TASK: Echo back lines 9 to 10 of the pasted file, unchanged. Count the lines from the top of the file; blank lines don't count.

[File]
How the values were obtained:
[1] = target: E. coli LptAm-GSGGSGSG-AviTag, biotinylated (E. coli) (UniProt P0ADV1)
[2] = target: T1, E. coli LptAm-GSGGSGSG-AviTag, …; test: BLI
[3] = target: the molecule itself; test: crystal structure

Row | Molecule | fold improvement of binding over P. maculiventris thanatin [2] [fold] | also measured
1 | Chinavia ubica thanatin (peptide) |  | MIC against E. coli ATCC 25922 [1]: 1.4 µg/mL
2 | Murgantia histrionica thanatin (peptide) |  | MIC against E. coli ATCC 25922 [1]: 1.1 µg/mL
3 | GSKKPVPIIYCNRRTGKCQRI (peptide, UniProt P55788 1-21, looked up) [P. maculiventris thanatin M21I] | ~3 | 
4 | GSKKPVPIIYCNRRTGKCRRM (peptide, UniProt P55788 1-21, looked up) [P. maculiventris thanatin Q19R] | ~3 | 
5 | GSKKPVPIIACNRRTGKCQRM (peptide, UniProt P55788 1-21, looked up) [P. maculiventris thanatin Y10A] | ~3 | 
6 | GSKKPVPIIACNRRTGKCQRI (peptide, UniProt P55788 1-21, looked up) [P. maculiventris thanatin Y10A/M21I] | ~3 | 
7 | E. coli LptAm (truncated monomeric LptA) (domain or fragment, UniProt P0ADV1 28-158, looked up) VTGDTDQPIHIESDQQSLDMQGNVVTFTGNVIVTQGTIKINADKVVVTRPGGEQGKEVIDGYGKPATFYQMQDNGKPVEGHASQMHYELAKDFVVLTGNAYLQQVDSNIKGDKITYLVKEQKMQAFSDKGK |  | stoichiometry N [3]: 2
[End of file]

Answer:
4 | GSKKPVPIIYCNRRTGKCRRM (peptide, UniProt P55788 1-21, looked up) [P. maculiventris thanatin Q19R] | ~3 | 
5 | GSKKPVPIIACNRRTGKCQRM (peptide, UniProt P55788 1-21, looked up) [P. maculiventris thanatin Y10A] | ~3 | 